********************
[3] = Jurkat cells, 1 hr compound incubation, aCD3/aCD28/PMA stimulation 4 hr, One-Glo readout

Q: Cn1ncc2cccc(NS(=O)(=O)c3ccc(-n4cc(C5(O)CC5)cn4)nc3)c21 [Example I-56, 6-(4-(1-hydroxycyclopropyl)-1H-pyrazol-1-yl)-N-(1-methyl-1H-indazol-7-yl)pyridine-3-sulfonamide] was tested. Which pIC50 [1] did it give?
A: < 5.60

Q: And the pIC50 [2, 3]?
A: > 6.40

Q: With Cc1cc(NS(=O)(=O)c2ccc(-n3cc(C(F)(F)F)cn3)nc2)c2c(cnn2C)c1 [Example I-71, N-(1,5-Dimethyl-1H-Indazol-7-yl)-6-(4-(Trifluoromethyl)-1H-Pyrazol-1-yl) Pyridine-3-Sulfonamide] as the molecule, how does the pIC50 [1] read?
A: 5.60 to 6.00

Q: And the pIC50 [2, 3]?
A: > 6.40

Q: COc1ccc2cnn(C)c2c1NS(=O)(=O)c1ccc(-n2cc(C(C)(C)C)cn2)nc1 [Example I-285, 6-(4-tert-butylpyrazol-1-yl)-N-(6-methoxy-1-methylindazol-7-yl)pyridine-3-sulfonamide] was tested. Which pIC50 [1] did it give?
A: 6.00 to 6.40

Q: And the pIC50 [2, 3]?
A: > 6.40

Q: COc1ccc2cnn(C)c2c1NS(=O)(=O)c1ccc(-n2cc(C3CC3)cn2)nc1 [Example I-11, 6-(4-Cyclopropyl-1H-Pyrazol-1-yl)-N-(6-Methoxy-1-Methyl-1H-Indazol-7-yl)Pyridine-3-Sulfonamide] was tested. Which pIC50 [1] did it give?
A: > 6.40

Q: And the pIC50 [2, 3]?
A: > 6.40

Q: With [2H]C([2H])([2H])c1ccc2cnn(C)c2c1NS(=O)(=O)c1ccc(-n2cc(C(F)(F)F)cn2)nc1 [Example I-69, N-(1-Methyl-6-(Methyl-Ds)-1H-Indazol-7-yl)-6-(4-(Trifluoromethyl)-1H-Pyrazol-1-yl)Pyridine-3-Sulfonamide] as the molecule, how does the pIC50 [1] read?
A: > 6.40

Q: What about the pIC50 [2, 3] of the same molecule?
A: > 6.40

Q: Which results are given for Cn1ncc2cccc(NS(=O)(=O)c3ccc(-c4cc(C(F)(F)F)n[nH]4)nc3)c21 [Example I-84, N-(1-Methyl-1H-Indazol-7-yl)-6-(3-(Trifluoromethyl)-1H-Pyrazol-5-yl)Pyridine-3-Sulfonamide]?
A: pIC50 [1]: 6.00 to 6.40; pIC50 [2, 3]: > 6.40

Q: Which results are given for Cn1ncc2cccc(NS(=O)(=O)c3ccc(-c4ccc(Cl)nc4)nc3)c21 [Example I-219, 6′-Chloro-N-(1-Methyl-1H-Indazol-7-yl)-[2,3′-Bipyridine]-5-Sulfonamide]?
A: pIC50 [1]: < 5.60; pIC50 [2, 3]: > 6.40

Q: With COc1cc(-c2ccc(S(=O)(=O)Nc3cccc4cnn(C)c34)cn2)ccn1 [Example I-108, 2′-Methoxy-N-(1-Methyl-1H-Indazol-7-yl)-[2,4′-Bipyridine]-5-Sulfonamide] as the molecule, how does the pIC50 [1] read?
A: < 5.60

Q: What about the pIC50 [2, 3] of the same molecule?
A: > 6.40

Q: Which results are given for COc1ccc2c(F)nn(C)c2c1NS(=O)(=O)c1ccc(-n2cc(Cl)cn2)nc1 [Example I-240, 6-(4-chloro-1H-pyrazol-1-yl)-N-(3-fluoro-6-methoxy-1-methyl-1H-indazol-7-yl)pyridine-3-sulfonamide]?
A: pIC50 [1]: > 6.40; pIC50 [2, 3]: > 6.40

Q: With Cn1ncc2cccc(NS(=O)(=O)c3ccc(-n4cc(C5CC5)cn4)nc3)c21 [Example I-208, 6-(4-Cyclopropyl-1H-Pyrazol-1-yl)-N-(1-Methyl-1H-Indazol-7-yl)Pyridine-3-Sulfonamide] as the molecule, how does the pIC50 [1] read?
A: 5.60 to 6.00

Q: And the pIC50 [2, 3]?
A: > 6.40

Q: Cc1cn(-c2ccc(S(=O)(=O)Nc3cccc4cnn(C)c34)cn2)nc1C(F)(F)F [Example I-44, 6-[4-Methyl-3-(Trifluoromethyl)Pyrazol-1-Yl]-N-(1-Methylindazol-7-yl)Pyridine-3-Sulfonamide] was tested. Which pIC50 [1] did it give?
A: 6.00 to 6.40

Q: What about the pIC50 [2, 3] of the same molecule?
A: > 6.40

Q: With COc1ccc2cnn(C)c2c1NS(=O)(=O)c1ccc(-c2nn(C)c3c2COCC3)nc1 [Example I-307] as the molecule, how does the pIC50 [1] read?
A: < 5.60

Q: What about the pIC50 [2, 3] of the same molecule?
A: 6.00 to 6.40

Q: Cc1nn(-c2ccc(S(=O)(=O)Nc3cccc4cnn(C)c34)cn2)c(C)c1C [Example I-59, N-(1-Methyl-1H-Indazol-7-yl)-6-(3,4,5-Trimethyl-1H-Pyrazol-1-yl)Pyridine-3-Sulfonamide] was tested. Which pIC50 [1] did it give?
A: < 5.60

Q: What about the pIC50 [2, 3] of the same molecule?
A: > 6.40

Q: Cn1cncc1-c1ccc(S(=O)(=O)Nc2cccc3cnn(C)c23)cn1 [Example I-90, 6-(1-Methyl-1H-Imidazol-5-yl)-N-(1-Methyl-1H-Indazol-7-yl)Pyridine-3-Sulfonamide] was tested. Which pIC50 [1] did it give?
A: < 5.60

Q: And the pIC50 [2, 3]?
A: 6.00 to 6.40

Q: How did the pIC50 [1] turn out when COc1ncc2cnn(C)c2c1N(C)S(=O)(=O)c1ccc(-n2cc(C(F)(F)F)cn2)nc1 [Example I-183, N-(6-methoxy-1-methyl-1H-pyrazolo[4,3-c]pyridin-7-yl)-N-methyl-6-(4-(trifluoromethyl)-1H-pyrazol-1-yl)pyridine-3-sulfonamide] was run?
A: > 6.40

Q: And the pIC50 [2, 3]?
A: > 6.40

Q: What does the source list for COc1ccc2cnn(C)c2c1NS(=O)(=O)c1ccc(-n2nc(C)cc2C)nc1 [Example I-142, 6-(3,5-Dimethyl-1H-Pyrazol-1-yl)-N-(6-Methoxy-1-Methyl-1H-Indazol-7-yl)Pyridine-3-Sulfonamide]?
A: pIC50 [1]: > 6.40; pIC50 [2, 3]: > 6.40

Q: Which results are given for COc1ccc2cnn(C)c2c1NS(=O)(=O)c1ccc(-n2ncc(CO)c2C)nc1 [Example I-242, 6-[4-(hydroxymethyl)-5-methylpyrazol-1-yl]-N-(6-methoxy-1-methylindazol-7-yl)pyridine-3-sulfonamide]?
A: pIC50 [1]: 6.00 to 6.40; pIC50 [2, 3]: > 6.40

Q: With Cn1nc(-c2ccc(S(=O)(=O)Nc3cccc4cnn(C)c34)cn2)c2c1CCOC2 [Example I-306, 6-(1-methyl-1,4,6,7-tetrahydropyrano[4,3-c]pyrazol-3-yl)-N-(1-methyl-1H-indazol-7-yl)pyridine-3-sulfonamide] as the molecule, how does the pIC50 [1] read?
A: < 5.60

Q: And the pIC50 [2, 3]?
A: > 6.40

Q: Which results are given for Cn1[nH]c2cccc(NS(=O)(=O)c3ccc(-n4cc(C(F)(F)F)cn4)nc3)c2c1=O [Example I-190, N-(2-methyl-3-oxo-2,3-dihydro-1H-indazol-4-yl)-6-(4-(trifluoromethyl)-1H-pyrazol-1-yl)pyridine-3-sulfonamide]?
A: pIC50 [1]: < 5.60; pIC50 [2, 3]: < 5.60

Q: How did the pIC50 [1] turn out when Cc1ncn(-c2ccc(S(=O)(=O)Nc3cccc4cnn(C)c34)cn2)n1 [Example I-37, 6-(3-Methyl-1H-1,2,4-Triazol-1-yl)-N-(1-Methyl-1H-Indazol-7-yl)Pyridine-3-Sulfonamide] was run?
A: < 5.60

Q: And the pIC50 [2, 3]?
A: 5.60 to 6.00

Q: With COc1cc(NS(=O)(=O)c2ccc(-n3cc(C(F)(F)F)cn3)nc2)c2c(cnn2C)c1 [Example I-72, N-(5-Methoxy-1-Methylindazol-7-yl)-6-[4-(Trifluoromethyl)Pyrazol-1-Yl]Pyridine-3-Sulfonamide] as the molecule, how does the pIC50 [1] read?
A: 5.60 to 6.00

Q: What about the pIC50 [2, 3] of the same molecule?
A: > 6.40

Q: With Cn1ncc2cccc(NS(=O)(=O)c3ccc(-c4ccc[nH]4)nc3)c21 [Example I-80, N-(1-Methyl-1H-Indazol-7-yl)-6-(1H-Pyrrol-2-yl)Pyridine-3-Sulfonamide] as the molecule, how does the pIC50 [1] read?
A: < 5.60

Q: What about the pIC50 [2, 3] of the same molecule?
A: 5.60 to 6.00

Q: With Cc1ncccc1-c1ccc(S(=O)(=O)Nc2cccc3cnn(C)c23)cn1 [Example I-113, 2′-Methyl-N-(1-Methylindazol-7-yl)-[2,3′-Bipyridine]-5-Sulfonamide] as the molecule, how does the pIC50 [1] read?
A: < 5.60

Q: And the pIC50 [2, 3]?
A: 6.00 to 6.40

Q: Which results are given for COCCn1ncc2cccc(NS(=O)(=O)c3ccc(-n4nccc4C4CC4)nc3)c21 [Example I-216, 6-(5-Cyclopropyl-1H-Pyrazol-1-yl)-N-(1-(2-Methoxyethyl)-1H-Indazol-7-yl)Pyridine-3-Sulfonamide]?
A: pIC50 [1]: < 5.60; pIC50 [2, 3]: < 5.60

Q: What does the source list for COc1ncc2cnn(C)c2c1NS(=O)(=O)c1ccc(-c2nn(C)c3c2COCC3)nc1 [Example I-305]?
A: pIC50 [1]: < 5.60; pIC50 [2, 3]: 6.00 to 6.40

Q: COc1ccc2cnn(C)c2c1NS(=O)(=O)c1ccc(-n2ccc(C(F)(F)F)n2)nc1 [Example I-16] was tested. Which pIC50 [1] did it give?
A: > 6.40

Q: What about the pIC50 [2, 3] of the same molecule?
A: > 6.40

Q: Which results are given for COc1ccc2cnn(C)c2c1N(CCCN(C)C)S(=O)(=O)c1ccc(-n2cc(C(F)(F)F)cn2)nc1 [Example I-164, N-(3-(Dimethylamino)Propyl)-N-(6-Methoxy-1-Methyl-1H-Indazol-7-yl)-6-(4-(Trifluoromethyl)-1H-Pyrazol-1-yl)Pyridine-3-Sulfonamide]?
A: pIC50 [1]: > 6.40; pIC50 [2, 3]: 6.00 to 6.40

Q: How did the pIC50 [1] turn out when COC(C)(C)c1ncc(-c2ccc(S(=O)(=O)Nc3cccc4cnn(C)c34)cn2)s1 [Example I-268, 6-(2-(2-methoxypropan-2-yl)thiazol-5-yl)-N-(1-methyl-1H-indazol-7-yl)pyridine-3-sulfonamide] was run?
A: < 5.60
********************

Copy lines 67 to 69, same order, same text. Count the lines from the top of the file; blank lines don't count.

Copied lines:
A: < 5.60

Q: And the pIC50 [2, 3]?
A: 5.60 to 6.00